In the ongoing political furor brought on by renowned Malaysian whiskey brand ‘Timah’, debates continue to erupt surrounding the provenance of its name as the Malay word for ‘tin’, or a shortened version of the Malay name ‘Fatimah’. And during one such discourse in today’s Dewan Rakyat sitting (28th October 2021), Pakatan Harapan MP Rusnah Aluai made a comment that consuming the whiskey was akin to drinking Malay women, raising many eyebrows.
Drinking Timah is like drinking Malay women
According to the Tangga Batu MP, the ‘Timah’ brand of whiskey does a disservice to women due to its associations with the name ‘Fatimah’. Rusnah claims that the association with the name is similar to that of how one would refer to a woman as ‘Kak Timah’ or ‘Mak Cik Timah’.
As the name was said to have been taken from the Malay phrase ‘bijih timah’, meaning tin ore, in honour of the state of Perak’s rich history involving tin ore mining, she asked why the whiskey could not have been named ‘The MInes’ instead, reports The Star.
“It also does not represent a good picture of women as it gives the impression that Timah is a Malay woman such as Kakak Timah, Mak Timah and Mak Cik Timah and whatever.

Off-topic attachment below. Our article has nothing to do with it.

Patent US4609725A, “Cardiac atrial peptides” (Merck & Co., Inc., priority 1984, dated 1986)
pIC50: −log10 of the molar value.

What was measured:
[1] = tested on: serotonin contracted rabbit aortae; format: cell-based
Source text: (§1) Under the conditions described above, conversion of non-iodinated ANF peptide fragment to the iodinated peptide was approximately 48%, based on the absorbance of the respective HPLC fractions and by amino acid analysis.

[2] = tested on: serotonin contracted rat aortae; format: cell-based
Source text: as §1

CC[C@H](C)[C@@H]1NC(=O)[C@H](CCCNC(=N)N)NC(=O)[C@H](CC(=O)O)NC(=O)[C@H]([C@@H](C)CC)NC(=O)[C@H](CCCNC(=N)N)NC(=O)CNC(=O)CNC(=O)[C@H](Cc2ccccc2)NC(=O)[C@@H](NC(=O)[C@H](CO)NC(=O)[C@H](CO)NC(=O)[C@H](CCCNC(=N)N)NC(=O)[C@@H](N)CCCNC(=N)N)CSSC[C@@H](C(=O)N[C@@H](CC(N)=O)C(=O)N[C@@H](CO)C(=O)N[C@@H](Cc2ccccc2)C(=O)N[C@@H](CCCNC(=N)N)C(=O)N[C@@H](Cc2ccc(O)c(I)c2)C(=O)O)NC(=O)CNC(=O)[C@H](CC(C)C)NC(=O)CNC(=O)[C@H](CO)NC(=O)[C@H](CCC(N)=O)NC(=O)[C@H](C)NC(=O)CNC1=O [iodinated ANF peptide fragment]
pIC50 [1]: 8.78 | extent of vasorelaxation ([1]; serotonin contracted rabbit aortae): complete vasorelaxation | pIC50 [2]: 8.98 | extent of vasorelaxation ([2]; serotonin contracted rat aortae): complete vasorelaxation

“It is as though we are drinking Malay women,” she adds.
The comment came about when Tumpat MP Datuk Che Abdullah Mat Nawi from PAS had been debating on the Trade Descriptions Bill (Amendment) 2021, in regards to Halal aspects that were not highlighted in it. He was promptly interjected by Rusnah from Pakatan Harapan, asking why the image of ‘Captain Speedy’ also featured a kopiah more typically seen on Muslim men, according to Malay Mail.
Timah whiskey’s statement on the matter
The uproar surrounding the Timah whiskey brand began after the Consumer Association of Penang (CAP) had called for a banning of the whiskey, alleging that the brand name insults the Muslim community as it resembled the Muslim name of ‘Fatimah’, according to NST. As explained by Encyclopedia Britannica, Fatimah was historically known as the name of the Prophet Muhammad SAW’s daughter.
Manufacturers of the whiskey have since put out a statement to clarify the origin of their name, stating that the choice of the moniker was used to honour the rich tin ore mining legacy that is inherently part of Malaya’s history. In Malay, tin ore is worded as ‘bijih timah’, according to Kamus Dewan Edisi Empat. The man on the bottle has also been identified as Captain Tristam Speedy, a English Officer that had once been stationed in Colonial Malaya and was said to have introduced whiskey culture to the nation.
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